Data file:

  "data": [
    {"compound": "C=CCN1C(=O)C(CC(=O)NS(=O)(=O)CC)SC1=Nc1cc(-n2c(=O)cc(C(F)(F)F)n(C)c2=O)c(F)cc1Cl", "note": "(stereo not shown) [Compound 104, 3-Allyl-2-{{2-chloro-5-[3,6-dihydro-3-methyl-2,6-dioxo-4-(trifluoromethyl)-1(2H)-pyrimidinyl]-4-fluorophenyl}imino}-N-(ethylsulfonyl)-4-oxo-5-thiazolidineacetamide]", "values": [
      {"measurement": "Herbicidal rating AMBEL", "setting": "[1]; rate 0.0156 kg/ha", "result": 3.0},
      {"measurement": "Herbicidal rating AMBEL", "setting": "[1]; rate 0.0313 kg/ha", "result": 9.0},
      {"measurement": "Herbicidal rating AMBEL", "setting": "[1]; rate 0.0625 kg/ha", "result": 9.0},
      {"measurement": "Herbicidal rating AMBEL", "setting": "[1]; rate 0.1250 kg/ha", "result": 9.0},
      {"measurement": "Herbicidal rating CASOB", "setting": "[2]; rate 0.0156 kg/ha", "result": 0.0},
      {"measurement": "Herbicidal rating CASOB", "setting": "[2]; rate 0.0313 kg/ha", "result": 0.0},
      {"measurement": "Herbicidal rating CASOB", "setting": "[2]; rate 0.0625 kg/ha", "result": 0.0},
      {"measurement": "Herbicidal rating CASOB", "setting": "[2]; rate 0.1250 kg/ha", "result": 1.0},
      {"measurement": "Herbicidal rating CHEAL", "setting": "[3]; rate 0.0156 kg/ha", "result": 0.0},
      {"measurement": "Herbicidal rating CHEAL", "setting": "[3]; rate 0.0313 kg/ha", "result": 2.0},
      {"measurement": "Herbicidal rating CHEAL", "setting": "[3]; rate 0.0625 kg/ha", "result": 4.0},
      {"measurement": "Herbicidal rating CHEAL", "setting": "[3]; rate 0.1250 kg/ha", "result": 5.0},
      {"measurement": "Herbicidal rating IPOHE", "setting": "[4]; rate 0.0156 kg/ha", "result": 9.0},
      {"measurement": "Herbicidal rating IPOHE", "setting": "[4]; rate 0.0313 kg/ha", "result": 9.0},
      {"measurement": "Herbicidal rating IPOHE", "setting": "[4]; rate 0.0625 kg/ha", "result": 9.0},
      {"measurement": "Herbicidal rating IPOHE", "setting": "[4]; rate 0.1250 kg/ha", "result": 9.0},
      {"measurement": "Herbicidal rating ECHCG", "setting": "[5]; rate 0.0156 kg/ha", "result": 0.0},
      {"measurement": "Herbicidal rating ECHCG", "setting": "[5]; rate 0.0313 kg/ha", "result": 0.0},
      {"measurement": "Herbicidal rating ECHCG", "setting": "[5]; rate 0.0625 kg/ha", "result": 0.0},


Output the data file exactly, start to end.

  "data": [
    {"compound": "C=CCN1C(=O)C(CC(=O)NS(=O)(=O)CC)SC1=Nc1cc(-n2c(=O)cc(C(F)(F)F)n(C)c2=O)c(F)cc1Cl", "note": "(stereo not shown) [Compound 104, 3-Allyl-2-{{2-chloro-5-[3,6-dihydro-3-methyl-2,6-dioxo-4-(trifluoromethyl)-1(2H)-pyrimidinyl]-4-fluorophenyl}imino}-N-(ethylsulfonyl)-4-oxo-5-thiazolidineacetamide]", "values": [
      {"measurement": "Herbicidal rating AMBEL", "setting": "[1]; rate 0.0156 kg/ha", "result": 3.0},
      {"measurement": "Herbicidal rating AMBEL", "setting": "[1]; rate 0.0313 kg/ha", "result": 9.0},
      {"measurement": "Herbicidal rating AMBEL", "setting": "[1]; rate 0.0625 kg/ha", "result": 9.0},
      {"measurement": "Herbicidal rating AMBEL", "setting": "[1]; rate 0.1250 kg/ha", "result": 9.0},
      {"measurement": "Herbicidal rating CASOB", "setting": "[2]; rate 0.0156 kg/ha", "result": 0.0},
      {"measurement": "Herbicidal rating CASOB", "setting": "[2]; rate 0.0313 kg/ha", "result": 0.0},
      {"measurement": "Herbicidal rating CASOB", "setting": "[2]; rate 0.0625 kg/ha", "result": 0.0},
      {"measurement": "Herbicidal rating CASOB", "setting": "[2]; rate 0.1250 kg/ha", "result": 1.0},
      {"measurement": "Herbicidal rating CHEAL", "setting": "[3]; rate 0.0156 kg/ha", "result": 0.0},
      {"measurement": "Herbicidal rating CHEAL", "setting": "[3]; rate 0.0313 kg/ha", "result": 2.0},
      {"measurement": "Herbicidal rating CHEAL", "setting": "[3]; rate 0.0625 kg/ha", "result": 4.0},
      {"measurement": "Herbicidal rating CHEAL", "setting": "[3]; rate 0.1250 kg/ha", "result": 5.0},
      {"measurement": "Herbicidal rating IPOHE", "setting": "[4]; rate 0.0156 kg/ha", "result": 9.0},
      {"measurement": "Herbicidal rating IPOHE", "setting": "[4]; rate 0.0313 kg/ha", "result": 9.0},
      {"measurement": "Herbicidal rating IPOHE", "setting": "[4]; rate 0.0625 kg/ha", "result": 9.0},
      {"measurement": "Herbicidal rating IPOHE", "setting": "[4]; rate 0.1250 kg/ha", "result": 9.0},
      {"measurement": "Herbicidal rating ECHCG", "setting": "[5]; rate 0.0156 kg/ha", "result": 0.0},
      {"measurement": "Herbicidal rating ECHCG", "setting": "[5]; rate 0.0313 kg/ha", "result": 0.0},
      {"measurement": "Herbicidal rating ECHCG", "setting": "[5]; rate 0.0625 kg/ha", "result": 0.0},